11.Pour the ghee on top of all the layers generously and evenly.
12. Repeat the layers if you are left with chicken marinade and rice. For me only two layers were sufficient as I was cooking only 600gm of Biryani.
13. Roll the dough into a long strip. Cover the lid and seal the rim of the lid with the dough strip half on the lid and half on the wok . If you are using a glass lid it will also have a opening on top. Cover it with dough as well. Do not be a miser with the dough sealing as if you use less dough it may come off once the dough starts to get hard from the steam.

An alternate to the dough strip sealing : Cover the wok with a silver foil and place the lid on top. Though the dough strip sealing is more full proof.

14. Cook on high flame for 5 minutes and then lower the flame to minimum.
15. Place a tawa under the wok and cook the biryani for 45 minutes.

It's bad news if during the 45 minutes of cooking at any point you happen to get the awesome aroma of the Biryani. It simply means that your sealing has given away and it's time for damage control. Quickly prepare some more dough, let it be slightly watery, and stick it over the portion you see steam coming out. Since the wok would already be too hot hence the dough will immediately stick and become hard.

Serving:
Cut open the dough along the rim and you will be greeted with an aroma to die for!
Carefully mix all the layers so as to not break the chicken pieces. It will be a nice combination of yellow and white rice.
Arrange the piping hot biryani on a plate and garnish it with 3-4 slices of cucumber and top it off with the halved boiled agg.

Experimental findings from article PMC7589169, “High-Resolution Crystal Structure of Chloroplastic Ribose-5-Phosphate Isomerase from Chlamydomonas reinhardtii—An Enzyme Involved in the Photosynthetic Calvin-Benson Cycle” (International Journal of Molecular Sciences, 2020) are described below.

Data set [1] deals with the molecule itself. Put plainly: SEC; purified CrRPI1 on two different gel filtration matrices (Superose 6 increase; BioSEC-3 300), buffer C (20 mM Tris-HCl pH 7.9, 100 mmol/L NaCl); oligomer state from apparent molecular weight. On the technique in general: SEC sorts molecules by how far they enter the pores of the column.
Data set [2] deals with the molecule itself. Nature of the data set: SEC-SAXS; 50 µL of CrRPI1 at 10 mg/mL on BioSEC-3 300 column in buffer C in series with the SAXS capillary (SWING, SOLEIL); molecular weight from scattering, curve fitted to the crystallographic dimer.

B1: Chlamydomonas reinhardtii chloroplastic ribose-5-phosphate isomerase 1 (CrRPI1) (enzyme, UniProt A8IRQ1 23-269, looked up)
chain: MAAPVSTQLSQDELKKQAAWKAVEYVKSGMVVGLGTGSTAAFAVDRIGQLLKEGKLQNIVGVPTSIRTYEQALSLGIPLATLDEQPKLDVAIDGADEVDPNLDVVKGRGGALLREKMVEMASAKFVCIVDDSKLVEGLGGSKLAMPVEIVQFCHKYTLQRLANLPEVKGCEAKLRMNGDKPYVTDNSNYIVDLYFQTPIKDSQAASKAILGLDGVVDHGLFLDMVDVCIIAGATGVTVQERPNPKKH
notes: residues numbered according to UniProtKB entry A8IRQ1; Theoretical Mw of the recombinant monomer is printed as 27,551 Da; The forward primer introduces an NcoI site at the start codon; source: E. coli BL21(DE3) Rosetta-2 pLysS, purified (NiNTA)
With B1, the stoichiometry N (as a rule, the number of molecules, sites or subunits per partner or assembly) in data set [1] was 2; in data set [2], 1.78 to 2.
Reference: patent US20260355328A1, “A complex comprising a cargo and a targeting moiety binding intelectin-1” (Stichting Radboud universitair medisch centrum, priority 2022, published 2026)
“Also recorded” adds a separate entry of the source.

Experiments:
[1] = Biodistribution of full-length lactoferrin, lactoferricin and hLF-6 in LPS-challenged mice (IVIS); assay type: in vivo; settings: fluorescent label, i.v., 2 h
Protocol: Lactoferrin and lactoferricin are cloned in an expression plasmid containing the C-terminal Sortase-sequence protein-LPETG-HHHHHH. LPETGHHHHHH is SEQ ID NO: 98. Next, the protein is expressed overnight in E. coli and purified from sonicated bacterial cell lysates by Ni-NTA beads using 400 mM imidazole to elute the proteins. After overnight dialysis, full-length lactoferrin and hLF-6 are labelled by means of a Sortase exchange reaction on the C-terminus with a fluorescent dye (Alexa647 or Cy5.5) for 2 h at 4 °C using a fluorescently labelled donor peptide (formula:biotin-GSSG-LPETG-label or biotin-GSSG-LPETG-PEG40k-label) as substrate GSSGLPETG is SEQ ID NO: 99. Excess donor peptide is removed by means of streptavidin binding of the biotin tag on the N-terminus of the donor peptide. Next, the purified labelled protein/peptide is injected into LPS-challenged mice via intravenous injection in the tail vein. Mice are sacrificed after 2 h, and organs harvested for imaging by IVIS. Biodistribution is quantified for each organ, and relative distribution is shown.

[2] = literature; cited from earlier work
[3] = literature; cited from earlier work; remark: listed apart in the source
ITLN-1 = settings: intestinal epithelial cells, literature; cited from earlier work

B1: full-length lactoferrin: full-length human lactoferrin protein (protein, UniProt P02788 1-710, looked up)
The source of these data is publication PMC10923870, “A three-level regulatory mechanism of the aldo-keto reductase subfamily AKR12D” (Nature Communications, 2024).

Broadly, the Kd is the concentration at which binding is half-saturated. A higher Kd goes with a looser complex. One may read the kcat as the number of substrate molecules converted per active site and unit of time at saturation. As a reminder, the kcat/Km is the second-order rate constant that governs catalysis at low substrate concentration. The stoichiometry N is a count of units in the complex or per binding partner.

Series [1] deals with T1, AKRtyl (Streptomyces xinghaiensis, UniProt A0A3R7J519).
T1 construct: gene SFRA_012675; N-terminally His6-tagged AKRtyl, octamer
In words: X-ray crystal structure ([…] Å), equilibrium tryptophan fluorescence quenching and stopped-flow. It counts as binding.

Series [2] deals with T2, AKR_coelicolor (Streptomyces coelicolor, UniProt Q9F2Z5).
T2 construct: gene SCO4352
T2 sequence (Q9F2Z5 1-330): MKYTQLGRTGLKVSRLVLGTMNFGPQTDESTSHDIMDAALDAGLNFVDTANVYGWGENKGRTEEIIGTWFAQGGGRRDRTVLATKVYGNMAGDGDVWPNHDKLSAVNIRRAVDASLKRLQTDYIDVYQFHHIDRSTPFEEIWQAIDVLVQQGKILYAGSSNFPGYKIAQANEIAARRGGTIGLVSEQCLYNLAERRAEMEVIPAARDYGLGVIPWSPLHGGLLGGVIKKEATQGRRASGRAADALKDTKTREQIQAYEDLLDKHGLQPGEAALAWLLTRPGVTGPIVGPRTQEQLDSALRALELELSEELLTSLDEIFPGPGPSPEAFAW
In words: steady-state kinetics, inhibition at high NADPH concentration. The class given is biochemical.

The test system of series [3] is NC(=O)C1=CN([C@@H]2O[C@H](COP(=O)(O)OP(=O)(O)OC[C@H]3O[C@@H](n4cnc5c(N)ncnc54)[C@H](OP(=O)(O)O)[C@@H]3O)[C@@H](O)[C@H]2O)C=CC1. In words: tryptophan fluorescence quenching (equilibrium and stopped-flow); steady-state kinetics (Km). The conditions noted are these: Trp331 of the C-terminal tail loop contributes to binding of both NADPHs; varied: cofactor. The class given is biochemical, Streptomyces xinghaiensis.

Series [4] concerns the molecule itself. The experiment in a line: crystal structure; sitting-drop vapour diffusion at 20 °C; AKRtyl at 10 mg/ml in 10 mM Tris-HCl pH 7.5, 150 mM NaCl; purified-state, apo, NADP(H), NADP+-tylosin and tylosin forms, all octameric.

The Biryani is a bit moist due to the presence of a generous amount of ghee and can be eaten alone. But if you want you can serve it with raita.


Vegetarians can also relish this Biryani. Substitute the meat or chicken with vegetables like cauliflowers, carrots, peas,potatoes or paneer. Just adjust the "Dum" time accordingly keeping the rest of the procedure same.

This Biryani is unique because it has the goodness of two cuisines : the perfect Bengali blend of sweet and spicy flavours and traditional Hyderabadi cooking technique. Try if and I bet you wont be disappointed.

This post is an entry for the "Awesome Cuisine's 2012 Favorite Recipe Contest" event.

End of the Year Favorite Recipe Contest




Wednesday, 12 December 2012

Stir Fried Boiled Egg


The Pune weather has really undergone a lot of changes in the past couple of years. I remember 4 years ago when I was staying in Navi Mumbai, I had visited Pune along with my mother around the starting of November and God it was some cold. The moment we had come out of the temperature controlled comforts of the Volvo we were greeted by bone freezing chilly air. Hardly prepared for such a cold whether when in Mumbai it was still warm and toasty, we almost spent the entire weekend shivering.